There are lots of similarities though when you research through all of them. It's scary but also fascinating.

by littlesam1

Yes I agree it is fascinating. Did you look at Alec Trevor's blog? He's just written one on an old plague village in England. I'd never heard of the place. Now I want to visit when life is normal again.

by irenevt

I will check that out right now.

by littlesam1

We have been discussing about this in here too, I think people have the urge to do something else too after the crisis than pick up the peaces. Monuments like these are one way to satisfy that urge.

Our Corona-crisis is really scary comparing to the "old plague-crisis". In the old plague times with poor hygienic and lack of medical knowledge the people were moving around hell of a lot less (pardon my language) than now so the disease would run its course and life would relatively fast get back to normal. But now when people travel around a lot it's a entirely different matter..
Just thinking "out loud" :)

by hennaonthetrek

Fascinating idea for a blog Larry :) It hadn't occurred to me to wonder about whether we'll build any sort of monuments once we get through the other side of the current pandemic, but I guess some countries/cities might. But the main monument I would like to see if at all possible is our small businesses managing to survive and thrive once more.

by ToonSarah

Ive been to Kutna hora,it slipped my memory. Thanks for visiting my blog on Eyam. Lets hope that modern medicine beats the present trouble.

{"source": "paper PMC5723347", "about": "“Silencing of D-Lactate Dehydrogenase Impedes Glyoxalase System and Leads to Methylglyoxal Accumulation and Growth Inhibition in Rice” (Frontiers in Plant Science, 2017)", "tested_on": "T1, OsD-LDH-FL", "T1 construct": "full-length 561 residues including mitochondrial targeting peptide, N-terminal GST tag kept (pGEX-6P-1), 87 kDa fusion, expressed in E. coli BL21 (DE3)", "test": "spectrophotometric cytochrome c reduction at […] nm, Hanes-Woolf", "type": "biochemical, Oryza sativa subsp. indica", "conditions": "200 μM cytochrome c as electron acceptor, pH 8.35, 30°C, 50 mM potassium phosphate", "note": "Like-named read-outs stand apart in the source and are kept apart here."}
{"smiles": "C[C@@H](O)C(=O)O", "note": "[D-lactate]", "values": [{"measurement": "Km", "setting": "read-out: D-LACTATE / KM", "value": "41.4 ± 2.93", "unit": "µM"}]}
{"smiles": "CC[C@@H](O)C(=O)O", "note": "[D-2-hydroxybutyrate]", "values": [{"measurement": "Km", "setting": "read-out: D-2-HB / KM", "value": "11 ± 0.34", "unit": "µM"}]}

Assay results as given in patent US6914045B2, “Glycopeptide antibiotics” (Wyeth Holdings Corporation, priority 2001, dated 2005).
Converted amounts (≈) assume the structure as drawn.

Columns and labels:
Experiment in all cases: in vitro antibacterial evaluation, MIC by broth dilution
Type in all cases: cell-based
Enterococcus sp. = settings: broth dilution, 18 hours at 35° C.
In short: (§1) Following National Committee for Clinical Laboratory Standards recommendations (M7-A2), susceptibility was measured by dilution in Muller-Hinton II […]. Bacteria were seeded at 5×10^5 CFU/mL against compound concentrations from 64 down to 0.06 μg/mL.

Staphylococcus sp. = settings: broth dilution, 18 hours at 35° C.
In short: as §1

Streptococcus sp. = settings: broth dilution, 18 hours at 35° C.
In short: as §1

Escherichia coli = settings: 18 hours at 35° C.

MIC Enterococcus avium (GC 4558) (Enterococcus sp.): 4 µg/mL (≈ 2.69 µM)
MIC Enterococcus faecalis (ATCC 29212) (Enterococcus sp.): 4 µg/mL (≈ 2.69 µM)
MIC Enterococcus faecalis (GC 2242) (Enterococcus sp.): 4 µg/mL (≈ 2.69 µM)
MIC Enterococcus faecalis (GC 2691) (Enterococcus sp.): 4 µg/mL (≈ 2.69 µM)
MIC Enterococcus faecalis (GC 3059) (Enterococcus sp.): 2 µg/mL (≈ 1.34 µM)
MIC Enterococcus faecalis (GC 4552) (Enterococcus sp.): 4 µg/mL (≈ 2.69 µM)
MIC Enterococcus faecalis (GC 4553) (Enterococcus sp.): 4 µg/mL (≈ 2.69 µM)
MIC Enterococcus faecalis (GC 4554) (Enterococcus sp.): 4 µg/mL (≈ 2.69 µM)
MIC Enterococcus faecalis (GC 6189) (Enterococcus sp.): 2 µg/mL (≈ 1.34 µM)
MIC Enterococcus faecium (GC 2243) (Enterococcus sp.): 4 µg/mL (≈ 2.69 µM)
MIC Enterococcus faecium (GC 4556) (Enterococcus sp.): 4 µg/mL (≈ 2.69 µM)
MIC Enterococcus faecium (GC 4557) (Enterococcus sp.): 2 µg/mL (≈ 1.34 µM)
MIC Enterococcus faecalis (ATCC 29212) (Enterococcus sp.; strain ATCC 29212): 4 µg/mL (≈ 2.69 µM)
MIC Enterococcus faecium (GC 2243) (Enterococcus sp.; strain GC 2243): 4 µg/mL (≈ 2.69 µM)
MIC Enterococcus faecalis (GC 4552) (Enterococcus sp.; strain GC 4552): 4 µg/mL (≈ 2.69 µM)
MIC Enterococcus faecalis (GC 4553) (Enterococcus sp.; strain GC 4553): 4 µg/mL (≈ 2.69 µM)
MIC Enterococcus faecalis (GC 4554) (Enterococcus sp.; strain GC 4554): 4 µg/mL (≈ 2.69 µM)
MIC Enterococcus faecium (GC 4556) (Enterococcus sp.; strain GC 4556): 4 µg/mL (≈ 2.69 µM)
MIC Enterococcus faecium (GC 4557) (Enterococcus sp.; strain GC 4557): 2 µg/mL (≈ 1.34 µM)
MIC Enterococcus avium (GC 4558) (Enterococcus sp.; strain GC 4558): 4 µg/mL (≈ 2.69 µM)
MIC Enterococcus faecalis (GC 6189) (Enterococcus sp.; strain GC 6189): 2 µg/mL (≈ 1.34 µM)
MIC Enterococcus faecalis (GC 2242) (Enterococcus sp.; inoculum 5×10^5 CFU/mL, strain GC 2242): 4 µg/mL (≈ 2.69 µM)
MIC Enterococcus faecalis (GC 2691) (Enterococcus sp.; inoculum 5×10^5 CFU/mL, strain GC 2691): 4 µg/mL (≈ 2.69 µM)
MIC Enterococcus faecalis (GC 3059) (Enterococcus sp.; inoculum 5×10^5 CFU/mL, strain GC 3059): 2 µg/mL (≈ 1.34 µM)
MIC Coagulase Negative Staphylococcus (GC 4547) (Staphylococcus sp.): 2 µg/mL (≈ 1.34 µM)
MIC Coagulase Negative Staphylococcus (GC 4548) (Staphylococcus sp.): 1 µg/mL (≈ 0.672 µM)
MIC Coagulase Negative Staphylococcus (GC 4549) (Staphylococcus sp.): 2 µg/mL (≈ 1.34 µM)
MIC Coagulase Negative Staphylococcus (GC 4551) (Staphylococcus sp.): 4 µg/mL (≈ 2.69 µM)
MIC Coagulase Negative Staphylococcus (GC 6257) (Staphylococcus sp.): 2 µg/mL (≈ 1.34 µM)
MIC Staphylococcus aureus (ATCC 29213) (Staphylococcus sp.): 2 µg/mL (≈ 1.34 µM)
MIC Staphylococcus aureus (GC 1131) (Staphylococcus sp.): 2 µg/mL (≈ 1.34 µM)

by alectrevor

It's good to talk to each other during the crisis. Appreciate the comments and all of your personal thoughts on this.

by littlesam1

Fascinating. Oddly, I had just purchased a book on the plagues and now I'm not sure I want to read it. I suppose someday someone will make a movie of all we are currently experiencing.

The 1918 flu infected an estimated 500 million people worldwide, including an estimated 675,000 people who died. Added to WWI it was near-total devastation. Those were horrible times. Then they went through the Great Depression. My grandparents had very hard lives.

by Beausoleil

Very interesting! The Bone Church especially so! Thanks for this.

by katieshevlin62

Let's hope Covid ends soon!

by kmmk17

I personally think that mankind doesn't learn from their mistakes. I hope they do, but I am sure of it that is not the case. But a girl can't dream of course!

While the virus is still amongst us, I hate the fact that we can't travel, but I love to read all the blogs ... it makes up for the loss.

I am really intrigued with your little bone church, have to remember this one!

by Ils1976